He was not in the country - and hadn't been since he was eight. He did not fight. He did not draft documents. His father was involved in diplomacy, he was not, not until his mid-twenties when Washington appointed him. He had nothing to do with the Revolutionary War except be a kid when it happened.

  • bdop4 on June 28, 2011 1:44 PM:

    A journalist could nail a conservative to the wall every time they utter the phrase "job-killing Democratic policies" (or some variant thereof). That begs two questions:

    1. Exactly how do Democratic policies kill jobs?

    2. Exactly how do republican austerity policies create jobs?

    If a interviewer sticks to his/her guns for a real answer, he/she is guaranteed to get an entertaining response.

  • roughdraft on June 28, 2011 2:34 PM:

    I would love to see a good cartoonist depict her in the Oval Office with a list entitled "Launch Codes" and a 'Red Phone' and her finger hovering over a large red 'Launch' button with the caption asking something along the line of, "Do you REALLY want to vote that way?"

  • muffler on June 28, 2011 2:49 PM:

    Step 1)Create air of doubt to science, history and peer reviewed research. Step 2) Introduce the "Controversy" and demand that both views be taught even if yours has not substantiated proof. Step 3) Demonize Academia as left wing and biased 4) Reduce education to a shell 5) Introduce your own education and history. Step 6) Change history to suite your agenda.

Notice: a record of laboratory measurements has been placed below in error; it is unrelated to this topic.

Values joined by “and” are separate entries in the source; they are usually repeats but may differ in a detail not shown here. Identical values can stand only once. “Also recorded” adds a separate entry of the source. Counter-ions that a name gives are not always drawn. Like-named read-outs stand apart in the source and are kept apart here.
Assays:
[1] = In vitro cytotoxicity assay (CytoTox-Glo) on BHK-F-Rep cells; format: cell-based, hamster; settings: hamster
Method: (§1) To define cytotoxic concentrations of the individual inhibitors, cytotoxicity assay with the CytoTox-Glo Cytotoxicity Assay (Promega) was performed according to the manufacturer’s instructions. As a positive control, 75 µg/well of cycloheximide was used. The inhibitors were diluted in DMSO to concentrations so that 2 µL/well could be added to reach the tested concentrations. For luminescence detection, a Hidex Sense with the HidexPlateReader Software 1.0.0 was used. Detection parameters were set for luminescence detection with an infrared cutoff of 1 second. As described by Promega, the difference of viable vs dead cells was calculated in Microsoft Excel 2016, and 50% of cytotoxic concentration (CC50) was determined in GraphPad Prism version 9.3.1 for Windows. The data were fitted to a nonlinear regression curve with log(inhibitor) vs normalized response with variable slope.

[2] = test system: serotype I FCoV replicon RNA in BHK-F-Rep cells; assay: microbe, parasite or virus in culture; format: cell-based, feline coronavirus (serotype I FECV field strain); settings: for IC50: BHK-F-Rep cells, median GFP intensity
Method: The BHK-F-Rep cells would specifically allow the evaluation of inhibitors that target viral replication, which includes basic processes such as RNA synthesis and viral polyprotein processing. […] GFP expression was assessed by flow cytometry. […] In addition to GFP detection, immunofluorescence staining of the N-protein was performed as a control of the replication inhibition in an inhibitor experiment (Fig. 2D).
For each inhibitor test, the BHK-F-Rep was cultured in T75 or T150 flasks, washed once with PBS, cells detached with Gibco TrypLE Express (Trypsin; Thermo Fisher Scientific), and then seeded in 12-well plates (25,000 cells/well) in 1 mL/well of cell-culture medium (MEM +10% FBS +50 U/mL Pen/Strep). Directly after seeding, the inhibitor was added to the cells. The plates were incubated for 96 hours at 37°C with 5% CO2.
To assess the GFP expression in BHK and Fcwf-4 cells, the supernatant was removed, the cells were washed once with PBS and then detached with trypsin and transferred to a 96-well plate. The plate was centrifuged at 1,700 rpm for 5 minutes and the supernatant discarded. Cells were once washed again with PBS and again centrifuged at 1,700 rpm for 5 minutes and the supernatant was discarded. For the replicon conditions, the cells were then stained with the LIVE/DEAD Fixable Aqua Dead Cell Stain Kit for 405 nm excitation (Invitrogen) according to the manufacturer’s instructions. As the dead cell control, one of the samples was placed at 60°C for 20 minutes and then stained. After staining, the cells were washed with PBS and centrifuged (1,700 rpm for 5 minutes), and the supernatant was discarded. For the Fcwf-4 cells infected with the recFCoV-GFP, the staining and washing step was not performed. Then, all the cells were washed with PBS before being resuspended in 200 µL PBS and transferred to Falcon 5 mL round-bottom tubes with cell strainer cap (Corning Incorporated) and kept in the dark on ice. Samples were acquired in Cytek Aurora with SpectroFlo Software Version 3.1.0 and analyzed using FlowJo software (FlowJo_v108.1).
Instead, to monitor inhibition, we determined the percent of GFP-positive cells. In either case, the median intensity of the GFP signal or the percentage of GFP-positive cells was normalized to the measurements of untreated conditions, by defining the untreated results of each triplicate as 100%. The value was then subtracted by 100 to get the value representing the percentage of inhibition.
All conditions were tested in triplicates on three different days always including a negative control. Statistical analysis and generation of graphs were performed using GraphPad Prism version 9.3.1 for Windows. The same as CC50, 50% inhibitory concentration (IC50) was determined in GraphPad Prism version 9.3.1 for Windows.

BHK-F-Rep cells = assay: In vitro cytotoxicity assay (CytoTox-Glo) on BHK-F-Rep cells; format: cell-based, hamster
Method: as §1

• bobbyd333 on June 28, 2011 2:58 PM:

    Must one be old enough to be a father to be a Founding Father?

  • J.P. Travis on June 28, 2011 10:32 PM:

    From the time he was ten years old until his late teens young John Quincy Adams traveled overseas while the Revolutionary War was waged and ended. He did not fight in it...


    Nobody said he fought in it. I love it when people rebut a point that was never made. Sure sign of a liberal. What he did was accompany his father, who spent time as envoy to France, our main ally in the war. You remember his father, right? The man you claim WAS a founding father? His son was with him. The point being that this isn't about 9-year-old like the hit piece above claims.

  • Cha on June 28, 2011 10:33 PM:

    @ J.P. Travis Steve doesn't do hit pieces. That's the stupid rw like breitbart..you must have gotten them confused.

    Bachmann's mouth does hit pieces on herself. All anyone has to do is report what she regurgiated and her brain challenged dumbass does the rest.